All season long, this team has been burdened with unreasonably high expectations, and only in the postseason, when it’s either win or go home, have they been able to focus on what matters. Willie Cauley-Stein said that when the buzzer sounded this afternoon, “it felt like five million pounds came off our shoulders.” Kentucky didn’t just beat a good team tonight, they beat a great one, and with that, confidence will continue to grow. Andrew said that the win was big because it was a validation of all the hard work they’ve done. Julius said it was proof that what they’re doing is working:
“All of the adversity we have been through all season, just to see us coming together as a team and getting better each game, and finally get a big win like that, just enjoyed it. Everybody was happy and we just have to keep building on it.”
One of Cal’s most popular phrases lately has been how far this team still has to go. Before today, that comment terrified me. After today, it excites me. Kentucky went toe-to-toe with one of the best teams in the country today and won. You’re telling me this story gets even better??
If you forgot just how unbelievable the game was, watch the highlights.
What better twist than playing your arch rival in the Sweet 16? When the brackets came out, we saw the matchup with Louisville looming, and now it’s here. Defending national champs against last year’s defending champs. The last team to beat Louisville in the tournament? Kentucky. For the second game in a row, the pressure may be off the Cats again; they’ve beaten the Cards once this season. The matchups are still in our favor. As Willie Cauley-Stein said after the game, “I feel like we were a lot better than them then,” and this team’s ten times better than they were on December 28th. The Cats are riding a freight train of momentum into Indy, and with this win, I’m not sure they can be stopped.
It’s gonna be one hell of a week, folks.
After the dust settled in round one without any significant upsets, people are clamoring for madness.
While searching for potential upsets, the Cats are low-hanging fruit. Playing against the supposed “greatest miss-seed in tournament history,” Kyle Boone of CBS makes the Shockers’ case for a Sunday afternoon upset.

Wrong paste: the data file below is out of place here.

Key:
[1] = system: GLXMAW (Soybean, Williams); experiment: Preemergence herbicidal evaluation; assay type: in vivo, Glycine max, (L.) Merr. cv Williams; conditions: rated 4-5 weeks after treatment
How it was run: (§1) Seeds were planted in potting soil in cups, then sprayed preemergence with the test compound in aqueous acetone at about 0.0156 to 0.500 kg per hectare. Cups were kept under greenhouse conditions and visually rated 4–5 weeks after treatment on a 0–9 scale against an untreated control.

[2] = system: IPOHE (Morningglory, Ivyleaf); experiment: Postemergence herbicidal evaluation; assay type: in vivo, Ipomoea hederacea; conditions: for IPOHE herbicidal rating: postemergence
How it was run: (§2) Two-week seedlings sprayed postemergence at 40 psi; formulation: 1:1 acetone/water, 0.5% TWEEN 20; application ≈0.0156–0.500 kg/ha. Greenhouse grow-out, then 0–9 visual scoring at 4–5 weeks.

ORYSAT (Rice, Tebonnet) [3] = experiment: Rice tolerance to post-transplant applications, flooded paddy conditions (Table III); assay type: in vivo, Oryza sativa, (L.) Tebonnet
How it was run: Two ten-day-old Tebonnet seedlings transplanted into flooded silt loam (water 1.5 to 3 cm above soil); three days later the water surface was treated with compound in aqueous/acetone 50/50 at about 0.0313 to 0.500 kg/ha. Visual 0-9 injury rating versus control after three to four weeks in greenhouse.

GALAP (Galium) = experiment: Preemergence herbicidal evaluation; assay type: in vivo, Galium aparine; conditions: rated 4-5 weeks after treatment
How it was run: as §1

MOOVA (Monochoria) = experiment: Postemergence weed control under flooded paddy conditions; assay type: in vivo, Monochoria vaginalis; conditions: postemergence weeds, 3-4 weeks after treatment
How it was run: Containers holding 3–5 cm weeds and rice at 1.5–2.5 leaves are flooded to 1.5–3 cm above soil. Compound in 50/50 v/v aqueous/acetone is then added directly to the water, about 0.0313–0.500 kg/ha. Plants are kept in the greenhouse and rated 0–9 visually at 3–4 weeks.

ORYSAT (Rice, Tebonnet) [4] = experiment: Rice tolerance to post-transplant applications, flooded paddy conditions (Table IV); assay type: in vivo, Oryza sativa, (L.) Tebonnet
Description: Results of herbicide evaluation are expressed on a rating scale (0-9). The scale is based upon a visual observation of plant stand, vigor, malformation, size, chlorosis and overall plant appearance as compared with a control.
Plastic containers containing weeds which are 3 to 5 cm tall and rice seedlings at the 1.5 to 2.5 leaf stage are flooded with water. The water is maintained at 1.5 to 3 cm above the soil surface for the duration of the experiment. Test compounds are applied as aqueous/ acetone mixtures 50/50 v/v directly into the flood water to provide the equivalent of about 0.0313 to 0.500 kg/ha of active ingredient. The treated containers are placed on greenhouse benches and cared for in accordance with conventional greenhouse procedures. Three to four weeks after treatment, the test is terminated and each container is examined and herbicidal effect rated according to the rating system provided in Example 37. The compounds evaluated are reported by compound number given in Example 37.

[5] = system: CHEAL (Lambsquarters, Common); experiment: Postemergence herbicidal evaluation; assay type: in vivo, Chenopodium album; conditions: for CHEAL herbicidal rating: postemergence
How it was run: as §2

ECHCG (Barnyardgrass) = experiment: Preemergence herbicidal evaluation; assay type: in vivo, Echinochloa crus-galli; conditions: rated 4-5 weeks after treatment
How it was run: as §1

It wasn’t easy, but the Wichita State Shockers advanced past No. 7 seed Dayton in round one. Thing is, a close result against the best team in the A-10 doesn’t concern me. I’m looking at Wichita State, a team that boasts a top-20 offense and defense, and I’m thinking this is the most well-rounded team Gregg Marshall has ever coached.
As I’m sure most people remember, in 2015 the Shockers were a No. 1 seed that landed in the same pod as an 8-seed Kentucky team that made a run to the national title game, handing Wichita State its first loss of the season and in heart-breaking fashion in the process. A win here for Wichita State as the lower seed would be the ultimate revenge, and it certainly could happen. The Shockers, as you’ve probably heard by now, are not a 10-seed — except on paper.
The most well-rounded team Gregg Marshall has ever coached? I know he can’t be forgetting the undefeated team with three NBA players on the roster, because that’s what the second paragraph is about, but to say the team that should’ve lost to Dayton is that good is hyperbole.
Even though many people will call for the Cats’ upset, I’m not buying it. After all, Wichita isn’t even a state.
To start the season, Edrice Adebayo epitomized the cliche, “Looks like Tarzan, plays like Jane.”
Adebayo’s resemblance to Dwight Howard and his onomatopoetic nickname fooled us all. “Bam” came to Kentucky built like the NBA All-Star, but mostly on paper, carrying a generous 6’1o” height with a wide, muscular frame. Adebayo’s experience was limited, playing the smallest division of North Carolina basketball for his first three years of high school.
The early box scores reflected his raw talent. In the 2016 calendar year, he recorded double-digit rebounds just three times. Offensively, he scored points, but mostly from dunks. Defensively, he struggled to balance playing physical and fouling.
Like most Calipari post players, he needed time to develop. It’s safe to say that’s happened.
Last night he hauled in 18 rebounds, the most by a UK player in the NCAA Tournament since the 50s. In the last ten games, Adebayo averages 14.4 points and 11 rebounds per game while shooting 63 percent from the field. In his last eight games, Bam has four double-doubles, snapping a skid of more than two months without a double-double.